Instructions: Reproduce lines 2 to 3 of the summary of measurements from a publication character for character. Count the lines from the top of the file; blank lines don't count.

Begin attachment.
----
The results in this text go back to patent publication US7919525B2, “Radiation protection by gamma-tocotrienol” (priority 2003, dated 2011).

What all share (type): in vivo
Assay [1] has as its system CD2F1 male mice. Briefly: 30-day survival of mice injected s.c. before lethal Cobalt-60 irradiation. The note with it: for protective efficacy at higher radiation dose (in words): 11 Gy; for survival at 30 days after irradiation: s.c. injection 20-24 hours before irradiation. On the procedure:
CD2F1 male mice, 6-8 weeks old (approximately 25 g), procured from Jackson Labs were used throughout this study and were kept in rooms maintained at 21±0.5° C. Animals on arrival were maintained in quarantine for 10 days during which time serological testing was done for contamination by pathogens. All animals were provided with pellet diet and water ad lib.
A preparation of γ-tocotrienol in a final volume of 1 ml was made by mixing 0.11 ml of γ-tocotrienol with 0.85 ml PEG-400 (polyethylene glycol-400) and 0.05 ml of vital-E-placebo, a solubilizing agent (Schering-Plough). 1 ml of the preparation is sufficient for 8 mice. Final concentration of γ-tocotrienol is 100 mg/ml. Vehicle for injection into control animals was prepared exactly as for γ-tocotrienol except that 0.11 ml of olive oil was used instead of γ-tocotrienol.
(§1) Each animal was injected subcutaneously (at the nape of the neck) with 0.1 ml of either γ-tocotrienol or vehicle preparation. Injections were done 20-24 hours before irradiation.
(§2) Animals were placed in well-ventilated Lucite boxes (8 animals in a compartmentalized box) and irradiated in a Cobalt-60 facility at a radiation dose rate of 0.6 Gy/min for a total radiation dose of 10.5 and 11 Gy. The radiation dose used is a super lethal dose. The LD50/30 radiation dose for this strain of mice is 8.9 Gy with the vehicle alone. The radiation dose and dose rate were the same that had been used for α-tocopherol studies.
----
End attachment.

What all share (type): in vivo
Assay [1] has as its system CD2F1 male mice. Briefly: 30-day survival of mice injected s.c. before lethal Cobalt-60 irradiation. The note with it: for protective efficacy at higher radiation dose (in words): 11 Gy; for survival at 30 days after irradiation: s.c. injection 20-24 hours before irradiation. On the procedure: